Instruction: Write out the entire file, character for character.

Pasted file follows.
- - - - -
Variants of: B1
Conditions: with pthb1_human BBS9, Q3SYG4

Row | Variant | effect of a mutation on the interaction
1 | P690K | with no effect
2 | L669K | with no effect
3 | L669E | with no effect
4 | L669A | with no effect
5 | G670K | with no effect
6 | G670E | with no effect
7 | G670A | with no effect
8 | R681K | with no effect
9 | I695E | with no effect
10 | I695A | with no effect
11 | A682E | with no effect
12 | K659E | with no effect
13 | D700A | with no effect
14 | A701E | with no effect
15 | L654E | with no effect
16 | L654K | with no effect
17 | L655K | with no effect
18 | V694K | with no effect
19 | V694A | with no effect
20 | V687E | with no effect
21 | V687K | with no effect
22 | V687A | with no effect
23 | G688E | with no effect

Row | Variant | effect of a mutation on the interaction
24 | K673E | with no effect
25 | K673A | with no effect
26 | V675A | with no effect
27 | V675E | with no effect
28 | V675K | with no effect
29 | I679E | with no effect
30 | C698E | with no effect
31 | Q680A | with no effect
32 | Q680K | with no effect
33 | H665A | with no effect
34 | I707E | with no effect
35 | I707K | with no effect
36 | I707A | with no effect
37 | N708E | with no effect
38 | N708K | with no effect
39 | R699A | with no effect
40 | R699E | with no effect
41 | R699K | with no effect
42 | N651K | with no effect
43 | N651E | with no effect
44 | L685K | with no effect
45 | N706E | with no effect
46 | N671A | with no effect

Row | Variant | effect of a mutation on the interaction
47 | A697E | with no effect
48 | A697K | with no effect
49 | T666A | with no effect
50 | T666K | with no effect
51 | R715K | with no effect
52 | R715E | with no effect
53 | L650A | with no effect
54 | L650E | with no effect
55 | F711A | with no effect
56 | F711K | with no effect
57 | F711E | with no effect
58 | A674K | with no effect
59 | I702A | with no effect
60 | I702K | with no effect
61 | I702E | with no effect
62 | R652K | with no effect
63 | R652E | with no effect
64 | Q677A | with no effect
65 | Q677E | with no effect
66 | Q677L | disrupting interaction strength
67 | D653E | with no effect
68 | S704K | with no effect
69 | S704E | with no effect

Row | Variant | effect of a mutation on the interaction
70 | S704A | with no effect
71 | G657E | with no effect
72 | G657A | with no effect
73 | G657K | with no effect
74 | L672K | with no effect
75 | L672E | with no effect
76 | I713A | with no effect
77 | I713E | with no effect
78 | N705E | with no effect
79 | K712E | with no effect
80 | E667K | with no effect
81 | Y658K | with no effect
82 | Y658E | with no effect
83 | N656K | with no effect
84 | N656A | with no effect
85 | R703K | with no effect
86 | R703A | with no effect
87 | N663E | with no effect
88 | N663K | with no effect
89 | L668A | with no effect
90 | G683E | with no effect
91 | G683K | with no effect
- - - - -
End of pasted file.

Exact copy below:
Variants of: B1
Conditions: with pthb1_human BBS9, Q3SYG4

Row | Variant | effect of a mutation on the interaction
1 | P690K | with no effect
2 | L669K | with no effect
3 | L669E | with no effect
4 | L669A | with no effect
5 | G670K | with no effect
6 | G670E | with no effect
7 | G670A | with no effect
8 | R681K | with no effect
9 | I695E | with no effect
10 | I695A | with no effect
11 | A682E | with no effect
12 | K659E | with no effect
13 | D700A | with no effect
14 | A701E | with no effect
15 | L654E | with no effect
16 | L654K | with no effect
17 | L655K | with no effect
18 | V694K | with no effect
19 | V694A | with no effect
20 | V687E | with no effect
21 | V687K | with no effect
22 | V687A | with no effect
23 | G688E | with no effect

Row | Variant | effect of a mutation on the interaction
24 | K673E | with no effect
25 | K673A | with no effect
26 | V675A | with no effect
27 | V675E | with no effect
28 | V675K | with no effect
29 | I679E | with no effect
30 | C698E | with no effect
31 | Q680A | with no effect
32 | Q680K | with no effect
33 | H665A | with no effect
34 | I707E | with no effect
35 | I707K | with no effect
36 | I707A | with no effect
37 | N708E | with no effect
38 | N708K | with no effect
39 | R699A | with no effect
40 | R699E | with no effect
41 | R699K | with no effect
42 | N651K | with no effect
43 | N651E | with no effect
44 | L685K | with no effect
45 | N706E | with no effect
46 | N671A | with no effect

Row | Variant | effect of a mutation on the interaction
47 | A697E | with no effect
48 | A697K | with no effect
49 | T666A | with no effect
50 | T666K | with no effect
51 | R715K | with no effect
52 | R715E | with no effect
53 | L650A | with no effect
54 | L650E | with no effect
55 | F711A | with no effect
56 | F711K | with no effect
57 | F711E | with no effect
58 | A674K | with no effect
59 | I702A | with no effect
60 | I702K | with no effect
61 | I702E | with no effect
62 | R652K | with no effect
63 | R652E | with no effect
64 | Q677A | with no effect
65 | Q677E | with no effect
66 | Q677L | disrupting interaction strength
67 | D653E | with no effect
68 | S704K | with no effect
69 | S704E | with no effect

Row | Variant | effect of a mutation on the interaction
70 | S704A | with no effect
71 | G657E | with no effect
72 | G657A | with no effect
73 | G657K | with no effect
74 | L672K | with no effect
75 | L672E | with no effect
76 | I713A | with no effect
77 | I713E | with no effect
78 | N705E | with no effect
79 | K712E | with no effect
80 | E667K | with no effect
81 | Y658K | with no effect
82 | Y658E | with no effect
83 | N656K | with no effect
84 | N656A | with no effect
85 | R703K | with no effect
86 | R703A | with no effect
87 | N663E | with no effect
88 | N663K | with no effect
89 | L668A | with no effect
90 | G683E | with no effect
91 | G683K | with no effect